View from my Hampton Courts 5th floor apartment during a downpour overlooking New Hampshire Avenue and the intersection of 16th and U Streets NW, Washington, D.C., 5:11PM July 27, 2013.
Just a quick Saturday late afternoon update.
For starters, we had a quick thunderstorm blow through the area, though it looks like KDCA only had 0.09" and KIAD 0.19". The radar shows it moving into the Baltimore area and Anne Arundel County, but it may just graze BWI Airport (KBWI) and the nearby area where my mom lives (Millersville). The remaining images in this short entry are screen captures of NWS radar images over the past 90 minutes with explanation. The weather continues to be quite "mild" this summer -- there is no sign of any hellish heat coming (the previous week's hot weather was an anomaly this summer) -- and it continues to be sufficiently wet.
Sterling (LWX) radar in the familiar "enhanced base mode" reflectivity at 4:53PM July 27, 2013 showing a small cluster of t-storms across the immediate D.C. area.
Secondly, I didn't get up until 130PM, and then I had to work for a solid 3 hours on the big Hawaii report, editing, formatting, and assembling one of the chapters. This draft document, a real door-stopper if printed out, has a drop-dead due date of the 31st. Actually, it's in electronic form, and if I may say so, it is quite comprehensive and has tons of useful and important info -- I really hope it is put to good use in its intended location for its meta-purpose. However, the complexity of it has been akin to a complicated jigsaw puzzle or Lego set with so many subsections to evaluate. I've built up nearly 11 hour surplus this pay period working on this project.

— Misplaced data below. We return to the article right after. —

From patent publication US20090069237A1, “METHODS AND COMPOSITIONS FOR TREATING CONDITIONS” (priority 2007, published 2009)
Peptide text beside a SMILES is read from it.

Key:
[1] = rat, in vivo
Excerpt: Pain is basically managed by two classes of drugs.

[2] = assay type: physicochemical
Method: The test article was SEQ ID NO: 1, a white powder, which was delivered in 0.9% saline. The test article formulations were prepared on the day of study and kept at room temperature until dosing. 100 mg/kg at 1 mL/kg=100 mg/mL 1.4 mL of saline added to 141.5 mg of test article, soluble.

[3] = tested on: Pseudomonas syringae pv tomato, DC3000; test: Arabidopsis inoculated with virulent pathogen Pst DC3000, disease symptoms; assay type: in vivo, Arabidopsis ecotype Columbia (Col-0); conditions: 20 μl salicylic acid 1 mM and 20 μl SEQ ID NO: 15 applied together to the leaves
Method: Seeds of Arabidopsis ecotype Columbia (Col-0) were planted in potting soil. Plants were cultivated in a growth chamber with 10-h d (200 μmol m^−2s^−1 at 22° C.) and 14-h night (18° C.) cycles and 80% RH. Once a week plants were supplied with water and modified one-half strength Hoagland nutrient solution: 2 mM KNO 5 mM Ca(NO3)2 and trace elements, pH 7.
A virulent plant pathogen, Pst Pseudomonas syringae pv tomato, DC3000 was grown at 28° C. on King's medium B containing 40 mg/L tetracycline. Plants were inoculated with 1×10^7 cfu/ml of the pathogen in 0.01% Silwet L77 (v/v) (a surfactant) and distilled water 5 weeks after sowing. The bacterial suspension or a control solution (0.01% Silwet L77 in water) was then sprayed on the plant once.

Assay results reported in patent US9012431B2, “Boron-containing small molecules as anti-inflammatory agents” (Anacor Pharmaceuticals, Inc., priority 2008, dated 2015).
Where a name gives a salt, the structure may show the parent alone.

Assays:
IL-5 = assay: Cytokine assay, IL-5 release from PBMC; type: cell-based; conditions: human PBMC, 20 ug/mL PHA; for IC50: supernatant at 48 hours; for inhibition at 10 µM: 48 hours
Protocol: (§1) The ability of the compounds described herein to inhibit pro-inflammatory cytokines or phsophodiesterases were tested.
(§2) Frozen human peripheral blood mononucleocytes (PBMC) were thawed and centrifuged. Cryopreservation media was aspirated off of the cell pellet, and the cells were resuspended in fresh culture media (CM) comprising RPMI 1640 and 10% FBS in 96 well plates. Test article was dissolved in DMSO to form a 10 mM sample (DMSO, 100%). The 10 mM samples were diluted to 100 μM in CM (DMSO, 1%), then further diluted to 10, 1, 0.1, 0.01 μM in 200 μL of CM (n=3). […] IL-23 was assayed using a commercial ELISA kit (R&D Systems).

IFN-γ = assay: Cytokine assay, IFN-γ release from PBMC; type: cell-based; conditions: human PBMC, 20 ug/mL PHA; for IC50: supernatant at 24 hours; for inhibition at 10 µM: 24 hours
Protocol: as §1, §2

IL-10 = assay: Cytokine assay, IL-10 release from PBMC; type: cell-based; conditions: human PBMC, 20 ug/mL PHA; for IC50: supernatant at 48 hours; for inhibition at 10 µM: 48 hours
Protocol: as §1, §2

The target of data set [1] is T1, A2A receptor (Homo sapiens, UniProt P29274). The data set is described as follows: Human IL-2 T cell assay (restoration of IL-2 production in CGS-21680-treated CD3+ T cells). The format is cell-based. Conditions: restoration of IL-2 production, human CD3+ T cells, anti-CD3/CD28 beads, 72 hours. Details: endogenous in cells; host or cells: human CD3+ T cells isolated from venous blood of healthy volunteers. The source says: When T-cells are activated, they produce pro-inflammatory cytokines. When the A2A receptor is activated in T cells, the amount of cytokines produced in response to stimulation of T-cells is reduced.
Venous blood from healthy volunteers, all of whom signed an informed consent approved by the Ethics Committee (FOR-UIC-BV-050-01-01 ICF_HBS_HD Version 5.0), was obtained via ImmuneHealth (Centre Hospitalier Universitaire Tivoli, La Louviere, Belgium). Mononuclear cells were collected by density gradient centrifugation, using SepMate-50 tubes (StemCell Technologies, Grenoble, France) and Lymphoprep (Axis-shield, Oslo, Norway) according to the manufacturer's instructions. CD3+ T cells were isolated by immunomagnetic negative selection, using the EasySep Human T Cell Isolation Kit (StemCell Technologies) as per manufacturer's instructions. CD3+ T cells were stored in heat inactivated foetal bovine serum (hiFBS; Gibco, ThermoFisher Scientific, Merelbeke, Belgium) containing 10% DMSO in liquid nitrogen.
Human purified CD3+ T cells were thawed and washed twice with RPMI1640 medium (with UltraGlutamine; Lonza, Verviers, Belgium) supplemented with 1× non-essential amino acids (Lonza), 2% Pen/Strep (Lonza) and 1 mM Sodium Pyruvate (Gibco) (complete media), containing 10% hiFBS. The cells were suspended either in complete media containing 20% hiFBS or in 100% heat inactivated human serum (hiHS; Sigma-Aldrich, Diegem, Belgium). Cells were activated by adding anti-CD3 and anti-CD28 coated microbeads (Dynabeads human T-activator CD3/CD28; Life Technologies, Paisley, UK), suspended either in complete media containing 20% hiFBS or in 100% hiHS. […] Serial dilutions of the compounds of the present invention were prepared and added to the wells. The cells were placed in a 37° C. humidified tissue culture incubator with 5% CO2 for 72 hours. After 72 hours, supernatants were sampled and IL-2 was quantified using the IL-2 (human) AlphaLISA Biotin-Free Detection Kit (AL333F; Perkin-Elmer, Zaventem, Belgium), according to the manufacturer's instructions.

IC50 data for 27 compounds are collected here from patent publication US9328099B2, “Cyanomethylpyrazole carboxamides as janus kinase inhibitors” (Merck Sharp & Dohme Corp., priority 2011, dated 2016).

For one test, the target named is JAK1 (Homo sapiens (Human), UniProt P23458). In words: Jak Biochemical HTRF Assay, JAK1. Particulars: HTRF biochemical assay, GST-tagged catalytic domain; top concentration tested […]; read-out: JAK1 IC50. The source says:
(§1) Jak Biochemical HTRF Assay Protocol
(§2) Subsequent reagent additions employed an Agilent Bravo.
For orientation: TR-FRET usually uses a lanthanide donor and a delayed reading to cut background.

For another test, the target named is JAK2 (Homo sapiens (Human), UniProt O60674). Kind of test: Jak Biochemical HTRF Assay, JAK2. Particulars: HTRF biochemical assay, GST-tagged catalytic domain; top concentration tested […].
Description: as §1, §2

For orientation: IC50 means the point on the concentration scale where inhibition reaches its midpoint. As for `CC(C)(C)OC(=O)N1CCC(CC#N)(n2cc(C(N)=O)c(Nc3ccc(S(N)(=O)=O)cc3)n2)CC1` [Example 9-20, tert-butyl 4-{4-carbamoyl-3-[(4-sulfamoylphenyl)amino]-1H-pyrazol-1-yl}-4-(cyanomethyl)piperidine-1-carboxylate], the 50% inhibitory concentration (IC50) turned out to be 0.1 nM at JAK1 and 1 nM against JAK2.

This is actually the new experimental enhanced data display (including radar images) that the NWS is developing, in this case, showing the radar at 5PM today (July 27, 2013) as the aforementioned cluster of t-storms approached the D.C. area.
The display should be a nationwide one, but I honed in on Maryland, Northern Virginia, and the District of Columbia. I'm still not entirely sure of all the new toggles and buttons on this display, and you have to zoom in initially starting with a Google world map (which is not entirely practical for ease-of-viewing).
Here is a close-up of the 5:00PM experimental radar display showing the same t-storm as it moved across the immediate D.C. area.
As a result of working, I did not get to the gym today, but I went yesterday evening and I intend to go tomorrow. I was a bit concerned going for a regular workout (jogging, weight-lifting, and swimming) given that my gum infection is not entirely gone and I'm still on antibiotics, but it didn't make anything worse. About that topic, I still have a very minor bit of swelling on the left cheek but it's not immediately noticeable. Nevertheless, given my history with this issue, I am still concerned.
The LWX radar back in enhanced base mode reflectivity at 5:39PM (July 27, 2013) but with a slight close up (which you can do with the looped images, except you have to hit the stop button). This shows the storms marching toward Baltimore and northern Anne Arundel County.
Notice the outflow boundary stretching in an arc from the storms down to the tidal Potomac below Charles County and heading eastward toward the Chesapeake.
Last night, I went to Larry's Lounge, where I met Gary and then went home, though I detoured to Local 16 briefly. As for tonight, I'm supposed to meet Quill for dinner, except I'm not exactly sure where to go. I would like to go to an Italian place, and I'd like to try something different. It's not that there is a shortage of restaurants in D.C., but I really don't have one that I love above all others. The closest to that, I guess, is Old Ebbitt Grill at the Old Bar. I would go there but you have to wait until at least 930PM for it not to be too crowded.
Apparently, her boss went to China and came back with some viral infection that he then managed to give to her. She would not do well in China. Neither would I.
I'm going to try to post a quick jukebox Saturday night entry.